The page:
At this point, just about every pool technician will try to force water through the skimmer suction with a garden hose. While putting some water under pressure down into the skimmer suction might help, be aware that you do not want to cover the suction hole with your hand. You can feed the hose a few inches down into the suction port opening, but avoid making a seal with your hand around the opening as the suction power from the pump is dangerously strong. If the pump were to pick up prime while you are covering the suction port with your hand, there could be enough power in the pump to cause you to become stuck and very seriously injured.
There exists a product called a "priming plug" (or at least it used to exist). This allows you to attach a garden hose to a winterizing plug and force-feed water through the suction line all the way to the pump. I have not seen these for sale in decades now, but if you know where to get one or how to make one, then using the pressure from your garden hose to push water from the pool to the pump can be a great way to get a stubborn pump primed.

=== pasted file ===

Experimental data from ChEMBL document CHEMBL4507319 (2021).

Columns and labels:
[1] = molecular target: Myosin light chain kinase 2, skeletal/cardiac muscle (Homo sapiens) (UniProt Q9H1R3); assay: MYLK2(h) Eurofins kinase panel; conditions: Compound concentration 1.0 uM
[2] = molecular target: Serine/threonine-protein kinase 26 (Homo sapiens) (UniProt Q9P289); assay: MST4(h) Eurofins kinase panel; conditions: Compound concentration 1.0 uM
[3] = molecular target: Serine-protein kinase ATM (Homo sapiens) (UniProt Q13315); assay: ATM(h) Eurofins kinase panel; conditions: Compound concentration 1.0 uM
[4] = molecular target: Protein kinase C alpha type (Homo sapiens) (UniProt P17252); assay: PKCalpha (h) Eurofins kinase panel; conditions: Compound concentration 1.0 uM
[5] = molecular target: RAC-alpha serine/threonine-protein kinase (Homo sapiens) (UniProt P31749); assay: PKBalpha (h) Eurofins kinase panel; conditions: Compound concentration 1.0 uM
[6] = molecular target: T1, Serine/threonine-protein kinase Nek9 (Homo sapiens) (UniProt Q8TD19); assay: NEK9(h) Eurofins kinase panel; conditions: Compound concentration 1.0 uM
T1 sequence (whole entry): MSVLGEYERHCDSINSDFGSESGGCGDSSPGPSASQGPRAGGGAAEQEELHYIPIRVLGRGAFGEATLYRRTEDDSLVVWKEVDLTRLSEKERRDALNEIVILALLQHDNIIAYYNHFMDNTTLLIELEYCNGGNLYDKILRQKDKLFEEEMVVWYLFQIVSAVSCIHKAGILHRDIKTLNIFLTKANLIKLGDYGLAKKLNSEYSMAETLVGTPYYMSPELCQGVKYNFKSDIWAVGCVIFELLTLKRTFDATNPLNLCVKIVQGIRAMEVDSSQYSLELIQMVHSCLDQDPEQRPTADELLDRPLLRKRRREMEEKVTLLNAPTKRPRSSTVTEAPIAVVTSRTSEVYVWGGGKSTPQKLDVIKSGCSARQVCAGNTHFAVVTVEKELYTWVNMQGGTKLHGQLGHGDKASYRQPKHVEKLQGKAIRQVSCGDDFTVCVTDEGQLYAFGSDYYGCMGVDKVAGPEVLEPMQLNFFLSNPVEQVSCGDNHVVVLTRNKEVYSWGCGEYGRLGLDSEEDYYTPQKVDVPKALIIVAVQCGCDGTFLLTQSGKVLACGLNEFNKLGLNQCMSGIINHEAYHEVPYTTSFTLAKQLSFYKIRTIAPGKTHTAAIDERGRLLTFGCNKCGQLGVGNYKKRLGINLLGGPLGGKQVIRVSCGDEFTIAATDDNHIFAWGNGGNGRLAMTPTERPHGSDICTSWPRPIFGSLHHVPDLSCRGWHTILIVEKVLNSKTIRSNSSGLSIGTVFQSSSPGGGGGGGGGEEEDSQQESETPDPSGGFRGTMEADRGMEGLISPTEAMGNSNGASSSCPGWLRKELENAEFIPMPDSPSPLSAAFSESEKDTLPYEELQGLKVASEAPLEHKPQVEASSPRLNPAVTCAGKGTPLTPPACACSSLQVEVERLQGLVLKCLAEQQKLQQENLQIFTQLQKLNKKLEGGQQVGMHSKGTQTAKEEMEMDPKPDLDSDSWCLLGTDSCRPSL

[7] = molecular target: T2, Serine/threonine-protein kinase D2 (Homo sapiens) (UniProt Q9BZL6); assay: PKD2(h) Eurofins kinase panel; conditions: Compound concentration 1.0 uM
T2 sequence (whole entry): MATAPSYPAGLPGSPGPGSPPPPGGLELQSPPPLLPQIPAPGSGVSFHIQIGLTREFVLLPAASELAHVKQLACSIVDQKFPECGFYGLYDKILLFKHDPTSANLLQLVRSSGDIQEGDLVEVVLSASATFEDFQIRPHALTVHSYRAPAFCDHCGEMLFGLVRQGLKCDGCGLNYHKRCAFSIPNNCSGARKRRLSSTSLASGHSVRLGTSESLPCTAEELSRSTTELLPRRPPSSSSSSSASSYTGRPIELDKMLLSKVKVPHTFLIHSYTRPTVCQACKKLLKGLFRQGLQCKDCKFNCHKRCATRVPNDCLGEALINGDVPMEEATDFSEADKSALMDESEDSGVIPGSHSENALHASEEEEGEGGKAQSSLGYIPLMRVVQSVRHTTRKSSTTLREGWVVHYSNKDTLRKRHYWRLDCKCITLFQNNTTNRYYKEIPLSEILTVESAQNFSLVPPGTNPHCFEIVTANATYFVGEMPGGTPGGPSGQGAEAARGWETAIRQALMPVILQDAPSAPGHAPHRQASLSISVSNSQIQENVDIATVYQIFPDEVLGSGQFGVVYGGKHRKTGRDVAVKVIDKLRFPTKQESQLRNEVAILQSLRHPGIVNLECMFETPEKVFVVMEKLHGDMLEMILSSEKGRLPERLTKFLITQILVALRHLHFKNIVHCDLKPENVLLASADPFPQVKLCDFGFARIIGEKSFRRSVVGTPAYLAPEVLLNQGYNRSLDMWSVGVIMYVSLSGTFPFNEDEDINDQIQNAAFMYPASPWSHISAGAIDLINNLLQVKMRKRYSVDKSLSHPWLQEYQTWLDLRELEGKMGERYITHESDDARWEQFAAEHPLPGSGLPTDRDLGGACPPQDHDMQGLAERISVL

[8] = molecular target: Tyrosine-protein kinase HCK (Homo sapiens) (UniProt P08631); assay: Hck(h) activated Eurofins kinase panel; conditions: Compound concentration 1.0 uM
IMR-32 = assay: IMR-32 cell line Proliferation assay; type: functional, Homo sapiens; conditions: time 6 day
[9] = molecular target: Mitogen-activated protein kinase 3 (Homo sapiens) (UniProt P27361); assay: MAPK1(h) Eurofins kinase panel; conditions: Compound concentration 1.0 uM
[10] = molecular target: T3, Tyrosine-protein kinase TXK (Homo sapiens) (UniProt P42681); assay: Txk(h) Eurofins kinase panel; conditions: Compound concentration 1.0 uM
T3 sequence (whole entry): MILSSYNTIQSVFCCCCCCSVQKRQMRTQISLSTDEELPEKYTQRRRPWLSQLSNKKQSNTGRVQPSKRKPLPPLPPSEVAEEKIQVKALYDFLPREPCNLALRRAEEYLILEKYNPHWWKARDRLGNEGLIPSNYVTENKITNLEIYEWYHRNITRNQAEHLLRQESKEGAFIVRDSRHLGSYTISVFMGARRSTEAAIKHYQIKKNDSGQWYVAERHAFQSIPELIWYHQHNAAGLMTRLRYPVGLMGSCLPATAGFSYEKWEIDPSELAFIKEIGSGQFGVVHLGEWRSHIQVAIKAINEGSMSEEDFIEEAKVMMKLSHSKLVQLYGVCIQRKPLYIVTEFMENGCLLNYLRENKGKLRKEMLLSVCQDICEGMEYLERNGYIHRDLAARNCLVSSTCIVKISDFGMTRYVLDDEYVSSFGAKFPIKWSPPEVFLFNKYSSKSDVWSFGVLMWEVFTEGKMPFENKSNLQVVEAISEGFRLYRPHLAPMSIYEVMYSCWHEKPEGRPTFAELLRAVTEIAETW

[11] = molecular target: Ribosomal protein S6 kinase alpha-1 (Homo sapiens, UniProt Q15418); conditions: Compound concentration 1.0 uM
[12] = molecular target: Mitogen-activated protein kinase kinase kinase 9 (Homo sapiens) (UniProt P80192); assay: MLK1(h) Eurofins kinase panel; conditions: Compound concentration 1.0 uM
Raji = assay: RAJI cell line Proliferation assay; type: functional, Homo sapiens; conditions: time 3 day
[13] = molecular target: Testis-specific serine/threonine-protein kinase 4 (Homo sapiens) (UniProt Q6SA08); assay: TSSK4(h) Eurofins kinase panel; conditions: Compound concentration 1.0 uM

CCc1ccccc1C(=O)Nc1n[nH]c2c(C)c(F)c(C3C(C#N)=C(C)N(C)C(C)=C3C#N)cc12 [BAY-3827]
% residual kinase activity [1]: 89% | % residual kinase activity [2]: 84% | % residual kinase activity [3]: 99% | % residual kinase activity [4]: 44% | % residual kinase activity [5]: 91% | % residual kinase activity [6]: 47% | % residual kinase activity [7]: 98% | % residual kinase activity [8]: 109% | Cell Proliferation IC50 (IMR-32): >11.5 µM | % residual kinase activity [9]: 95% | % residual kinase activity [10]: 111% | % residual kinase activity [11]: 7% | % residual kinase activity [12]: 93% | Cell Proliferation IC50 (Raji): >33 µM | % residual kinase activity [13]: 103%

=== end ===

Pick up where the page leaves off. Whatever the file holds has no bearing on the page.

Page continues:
So you flip the switch (or breaker) and find the pump doesn't respond in any way. No shaking, humming, no sound of any kind. It doesn't trip the breaker or do anything notable at all. What now?
In this case, there are only a few possible causes. The total lack of symptoms is actually the biggest symptom itself.